Who can forget the interview Jess gave after she won the gold medal in London; fighting back the tears as the full scale of her achievement began to dawn on her? Yet despite this surge of emotion she was quick to recognise those people who made it all possible – her family, friends and coaching staff.
No athlete can do it all on their own. A great coach is there at every training session and competition, sharing in the highs and softening the lows. But how does anyone become a coach? “By accident,” jokes Toni.
“No, I actually started out coaching basketball. Then the person who was training the sports team left and I was asked to step in and it went on from there really. This must have been around 20 years ago.”
It can be truly satisfying working closely with an athlete and watching them progress, but first it requires a lot of hard work to become a certified coach.
“If you want to take it seriously you will need to take your qualifications,” says Toni. “This is something you are best going onto the UK Athletics website for and looking at the courses they have on there.”
Many coaches dream of discovering someone with unbelievable natural talent; however, determination, passion and a high work rate are the key characteristics needed to become a successful athlete.
“To be honest I didn’t really see the extent of Jess’ talent at first,” admits Toni. “She was quicker than the rest of her peer group, so she had a level of ability, but it was all about training and moving on from there. She turned up regularly and worked hard which was the main thing.”
A coach has a huge amount of responsibility towards an athlete. It is no good just turning up every morning and running through the same old drills. For an athlete to raise their performance you have to keep up to date with the latest training techniques.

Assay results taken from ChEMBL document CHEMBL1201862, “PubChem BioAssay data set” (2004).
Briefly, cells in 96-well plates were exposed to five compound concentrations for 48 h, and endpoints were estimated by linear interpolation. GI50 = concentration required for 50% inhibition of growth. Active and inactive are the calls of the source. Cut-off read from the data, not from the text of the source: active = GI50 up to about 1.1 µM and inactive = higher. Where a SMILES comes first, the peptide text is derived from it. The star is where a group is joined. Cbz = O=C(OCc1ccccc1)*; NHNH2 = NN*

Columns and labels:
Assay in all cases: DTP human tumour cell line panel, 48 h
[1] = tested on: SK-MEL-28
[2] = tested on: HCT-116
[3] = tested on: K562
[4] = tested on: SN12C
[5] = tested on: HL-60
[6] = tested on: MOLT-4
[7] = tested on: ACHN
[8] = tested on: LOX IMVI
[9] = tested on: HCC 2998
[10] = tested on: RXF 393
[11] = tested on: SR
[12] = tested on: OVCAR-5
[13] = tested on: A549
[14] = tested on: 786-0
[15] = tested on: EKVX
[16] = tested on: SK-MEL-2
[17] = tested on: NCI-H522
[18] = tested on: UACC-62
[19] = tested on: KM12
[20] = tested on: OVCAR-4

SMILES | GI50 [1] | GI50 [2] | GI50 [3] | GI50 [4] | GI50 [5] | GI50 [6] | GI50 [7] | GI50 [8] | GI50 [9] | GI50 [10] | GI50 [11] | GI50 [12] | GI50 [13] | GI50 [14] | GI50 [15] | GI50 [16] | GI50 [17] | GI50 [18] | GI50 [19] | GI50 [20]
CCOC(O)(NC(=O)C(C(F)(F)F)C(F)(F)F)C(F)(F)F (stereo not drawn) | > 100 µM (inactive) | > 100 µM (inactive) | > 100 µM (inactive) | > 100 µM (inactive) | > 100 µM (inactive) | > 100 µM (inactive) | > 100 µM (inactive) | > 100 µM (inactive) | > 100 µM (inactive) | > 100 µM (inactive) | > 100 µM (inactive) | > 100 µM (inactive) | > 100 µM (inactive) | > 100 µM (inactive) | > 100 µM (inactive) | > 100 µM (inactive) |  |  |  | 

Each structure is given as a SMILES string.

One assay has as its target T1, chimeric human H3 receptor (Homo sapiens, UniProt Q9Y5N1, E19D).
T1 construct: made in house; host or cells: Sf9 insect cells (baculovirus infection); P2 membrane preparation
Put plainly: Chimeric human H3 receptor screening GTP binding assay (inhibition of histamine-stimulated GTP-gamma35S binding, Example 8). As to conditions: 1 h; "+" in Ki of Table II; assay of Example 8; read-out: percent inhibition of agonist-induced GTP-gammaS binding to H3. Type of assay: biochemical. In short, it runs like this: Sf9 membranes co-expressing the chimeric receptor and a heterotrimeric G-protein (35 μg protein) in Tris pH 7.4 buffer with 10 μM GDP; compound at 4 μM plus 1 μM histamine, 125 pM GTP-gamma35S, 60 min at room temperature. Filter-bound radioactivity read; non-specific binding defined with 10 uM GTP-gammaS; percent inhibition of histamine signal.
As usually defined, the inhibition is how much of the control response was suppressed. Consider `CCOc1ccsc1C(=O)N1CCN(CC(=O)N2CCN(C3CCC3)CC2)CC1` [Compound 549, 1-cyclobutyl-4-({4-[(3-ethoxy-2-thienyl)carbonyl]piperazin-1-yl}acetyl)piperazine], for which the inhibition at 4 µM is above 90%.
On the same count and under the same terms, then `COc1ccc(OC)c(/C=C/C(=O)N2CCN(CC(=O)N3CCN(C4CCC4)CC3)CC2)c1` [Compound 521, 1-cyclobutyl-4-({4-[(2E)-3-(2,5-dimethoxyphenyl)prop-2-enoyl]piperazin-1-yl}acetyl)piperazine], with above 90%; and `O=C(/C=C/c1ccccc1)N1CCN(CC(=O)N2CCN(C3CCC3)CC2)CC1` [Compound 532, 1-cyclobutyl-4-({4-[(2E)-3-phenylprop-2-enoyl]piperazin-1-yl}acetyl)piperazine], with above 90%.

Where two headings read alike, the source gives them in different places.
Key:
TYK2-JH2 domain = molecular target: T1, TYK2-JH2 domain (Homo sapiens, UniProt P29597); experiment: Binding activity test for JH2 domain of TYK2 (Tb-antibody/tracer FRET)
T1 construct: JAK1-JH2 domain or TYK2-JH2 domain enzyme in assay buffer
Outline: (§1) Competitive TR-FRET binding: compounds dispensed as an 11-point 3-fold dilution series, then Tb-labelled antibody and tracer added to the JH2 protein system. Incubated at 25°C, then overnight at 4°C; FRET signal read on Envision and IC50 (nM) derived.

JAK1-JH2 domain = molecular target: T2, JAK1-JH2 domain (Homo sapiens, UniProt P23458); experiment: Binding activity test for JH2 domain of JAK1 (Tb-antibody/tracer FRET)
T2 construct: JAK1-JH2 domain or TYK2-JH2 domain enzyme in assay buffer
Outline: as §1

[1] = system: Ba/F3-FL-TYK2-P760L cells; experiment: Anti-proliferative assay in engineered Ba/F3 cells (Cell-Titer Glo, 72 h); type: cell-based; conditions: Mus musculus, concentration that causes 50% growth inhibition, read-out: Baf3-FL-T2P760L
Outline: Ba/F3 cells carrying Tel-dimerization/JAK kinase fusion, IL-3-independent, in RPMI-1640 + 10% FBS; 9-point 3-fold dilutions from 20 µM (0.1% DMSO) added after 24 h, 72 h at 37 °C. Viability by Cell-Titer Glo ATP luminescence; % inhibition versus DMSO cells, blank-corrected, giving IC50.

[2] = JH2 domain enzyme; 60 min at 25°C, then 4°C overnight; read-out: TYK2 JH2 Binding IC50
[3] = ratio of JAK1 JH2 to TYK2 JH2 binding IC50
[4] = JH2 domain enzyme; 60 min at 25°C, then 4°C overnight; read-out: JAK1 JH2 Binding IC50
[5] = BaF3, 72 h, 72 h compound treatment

“You should be reading loads, going on courses and partaking in workshops,” says Toni. “I was very busy going on all sorts of courses which covered many different types of sports, not just athletics. I also sought out other coaches to get their advice. I always recommend two books to people; Periodization Theory and Methodology of Training by Tudor Bompa and Sports Training Principles by Dr Frank Dick. They cover all sports and are a great place to start.”
One of the hardest parts to coaching is instilling belief in an athlete, picking them up when they are down and keep them striving for more.
“So long as the training is progressive then an athlete will generally keep motivated because they are improving. You need to keep the training interesting and fresh. Psychologically speaking, I have been very fortunate to work closely with some great sports physiologists while taking part in the UK Sport Elite coaching programme.”
Toni’s top tip – Diet
To reach your targets as an athlete you need to be disciplined both on and off the track. This means sacrificing the junk food to stay ahead of the field.
“The most important thing is to have a varied and balanced diet,” explains Toni. “So we are talking about your five portions of fruit and veg a day and eating enough protein. You should also be drinking at least five glasses of water a day to keep hydrated.
“It’s important to have a plan for your pre and post-race meals. Ideally eat some carbohydrates three to four hours before a race. Then after the race protein is essential to aid in recovery. One thing I would suggest is eating two portions of red meat a week for iron. I see a lot of athletes who are slightly iron deficient because they don’t eat enough red meat and so they become tired and lethargic. If you are a vegetarian make sure you eat enough green leafy vegetables as they are high in iron.”
Follow Toni on twitter @Coach_Toni